Seeing music from different perspectives

Via A Moderate from South Dakota I learn that the National Review Online (sorry, not on my reading list) has compiled a list of the 50 greatest conservative rock songs. Reviewing the list raised my eyebrows. Some of the selections make sense but a couple display the different views different people can take on music.

NRO says that to qualify for the list a song “must convey a conservative idea or sentiment, such as skepticism of government or support for traditional values.” I’m not quite sure what the difference is between conservative skepticism and my cynicism but it certainly seems there’s an overlap when it comes to the #1 song.

It’s the Who’s “Won’t Get Fooled Again” and is off Who’s Next, one of my desert island discs. In fact, NRO even points to the same lyrics I did: “Meet the new boss/Same as the old boss.” My poli sci degree must be failing because I see that as a cynic/libertarian view, not a conservative one.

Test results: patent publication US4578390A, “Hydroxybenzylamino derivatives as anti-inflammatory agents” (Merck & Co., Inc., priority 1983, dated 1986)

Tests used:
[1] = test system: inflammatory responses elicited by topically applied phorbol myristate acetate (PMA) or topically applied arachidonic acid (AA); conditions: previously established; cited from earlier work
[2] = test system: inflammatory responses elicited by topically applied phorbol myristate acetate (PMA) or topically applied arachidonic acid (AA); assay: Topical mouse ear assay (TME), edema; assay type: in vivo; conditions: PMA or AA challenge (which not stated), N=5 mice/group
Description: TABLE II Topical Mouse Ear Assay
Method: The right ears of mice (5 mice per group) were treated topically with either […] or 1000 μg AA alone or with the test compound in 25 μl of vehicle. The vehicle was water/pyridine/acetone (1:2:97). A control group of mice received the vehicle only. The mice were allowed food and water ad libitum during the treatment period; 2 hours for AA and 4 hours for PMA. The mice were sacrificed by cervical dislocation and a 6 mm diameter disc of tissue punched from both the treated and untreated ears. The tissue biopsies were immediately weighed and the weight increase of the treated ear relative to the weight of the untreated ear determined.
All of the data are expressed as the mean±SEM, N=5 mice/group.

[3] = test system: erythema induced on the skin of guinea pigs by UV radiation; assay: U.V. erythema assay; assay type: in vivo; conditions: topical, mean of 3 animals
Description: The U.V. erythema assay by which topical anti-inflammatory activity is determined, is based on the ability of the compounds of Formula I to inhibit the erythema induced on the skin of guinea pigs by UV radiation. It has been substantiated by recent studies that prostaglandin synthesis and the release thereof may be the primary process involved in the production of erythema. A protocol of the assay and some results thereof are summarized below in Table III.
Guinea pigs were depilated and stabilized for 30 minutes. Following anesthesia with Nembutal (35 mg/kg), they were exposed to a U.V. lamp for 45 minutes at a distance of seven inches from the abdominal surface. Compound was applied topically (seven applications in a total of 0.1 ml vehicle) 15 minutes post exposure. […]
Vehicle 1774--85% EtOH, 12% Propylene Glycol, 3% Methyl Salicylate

That’s perhaps indicative of the different spin the NRO puts on some of these tunes, at least spins different than I have. Many of the songs it selected would never make to my playlist but I still can’t help but wonder what people like Bob Dylan, The Pretenders, Ben Folds, John Mellencamp and The Clash think about making the top conservative song list.

We’ll be fighting in the streets
With our children at our feet
And the morals that they worship will be gone

“Won’t Get Fooled Again,” The Who, Who’s Next

2 comments to Seeing music from different perspectives

  • This is the definitive convservative rock song:

  • Anonymous

    amazingly funny list, but not unexpected. the genius of Ronald Reagan was that he could use a song like “Born in the USA” (sadly, not on the list) because he understood that all he needed was the chorus and that he and his conservative followers could ignore the rest of the lyrics.
    as for the songs on the list, too many choices to make fun of: some because they’re right on (Sweet Home Alabama with its defense of Watergate and George Wallace, and Heroes, with those wonderful lines: “You can be mean/And I’ll, I’ll drink all the time”–great conservative values), and some because they were picked:
    “Who’ll Stop the Rain” a great anti-Viet Nam war song is a great conservative rock song!?!?! nothing more needs to be said.
    “My City was Gone”–any song that complains that the farms of Ohio “Had been replaced by shopping malls/And muzak filled the air” isn’t about a conservative’s dissatisfaction with change, but Rush Limbaugh learned the lessons of his hero and understood that for his listeners, a great bass line trumps liberal lyrics.